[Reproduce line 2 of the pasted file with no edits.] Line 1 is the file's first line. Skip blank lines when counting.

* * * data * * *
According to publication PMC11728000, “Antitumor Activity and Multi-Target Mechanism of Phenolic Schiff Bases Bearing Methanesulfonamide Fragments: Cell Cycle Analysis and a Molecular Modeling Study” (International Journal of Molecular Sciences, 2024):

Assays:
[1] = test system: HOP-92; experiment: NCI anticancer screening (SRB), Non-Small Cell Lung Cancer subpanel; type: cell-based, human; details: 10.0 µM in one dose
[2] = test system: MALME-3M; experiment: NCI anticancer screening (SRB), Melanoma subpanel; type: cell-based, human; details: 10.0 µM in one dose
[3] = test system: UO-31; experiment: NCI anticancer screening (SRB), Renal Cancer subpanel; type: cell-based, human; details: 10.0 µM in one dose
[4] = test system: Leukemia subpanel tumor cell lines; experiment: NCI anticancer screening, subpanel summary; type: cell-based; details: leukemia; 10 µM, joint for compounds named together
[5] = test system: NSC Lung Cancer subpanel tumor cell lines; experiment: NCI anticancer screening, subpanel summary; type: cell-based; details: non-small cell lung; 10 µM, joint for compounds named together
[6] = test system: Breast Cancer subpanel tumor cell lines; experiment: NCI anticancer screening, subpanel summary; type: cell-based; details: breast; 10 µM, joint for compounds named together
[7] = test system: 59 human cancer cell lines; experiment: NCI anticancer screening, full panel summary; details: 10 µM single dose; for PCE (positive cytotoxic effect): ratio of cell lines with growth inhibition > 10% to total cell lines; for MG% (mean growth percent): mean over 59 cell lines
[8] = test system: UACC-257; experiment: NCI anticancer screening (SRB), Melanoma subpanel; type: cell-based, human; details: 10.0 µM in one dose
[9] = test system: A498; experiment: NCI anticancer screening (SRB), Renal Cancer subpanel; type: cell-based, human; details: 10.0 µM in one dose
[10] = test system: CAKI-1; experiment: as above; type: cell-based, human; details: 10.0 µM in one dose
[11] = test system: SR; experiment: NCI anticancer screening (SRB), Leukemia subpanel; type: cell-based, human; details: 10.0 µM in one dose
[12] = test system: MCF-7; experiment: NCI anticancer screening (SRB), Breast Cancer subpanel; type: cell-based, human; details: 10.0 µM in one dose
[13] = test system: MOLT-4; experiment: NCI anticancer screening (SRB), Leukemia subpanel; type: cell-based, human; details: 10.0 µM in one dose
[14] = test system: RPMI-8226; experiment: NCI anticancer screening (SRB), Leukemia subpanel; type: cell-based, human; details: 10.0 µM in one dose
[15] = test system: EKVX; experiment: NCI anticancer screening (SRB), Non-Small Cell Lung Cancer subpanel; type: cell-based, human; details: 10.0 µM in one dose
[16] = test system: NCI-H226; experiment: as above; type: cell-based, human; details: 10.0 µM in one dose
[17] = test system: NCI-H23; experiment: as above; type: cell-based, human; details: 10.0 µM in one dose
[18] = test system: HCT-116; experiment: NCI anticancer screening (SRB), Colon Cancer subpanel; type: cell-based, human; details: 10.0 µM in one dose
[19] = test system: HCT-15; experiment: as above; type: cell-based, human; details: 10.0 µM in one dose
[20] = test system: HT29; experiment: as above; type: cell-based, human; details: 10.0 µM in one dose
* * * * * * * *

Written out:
Assays: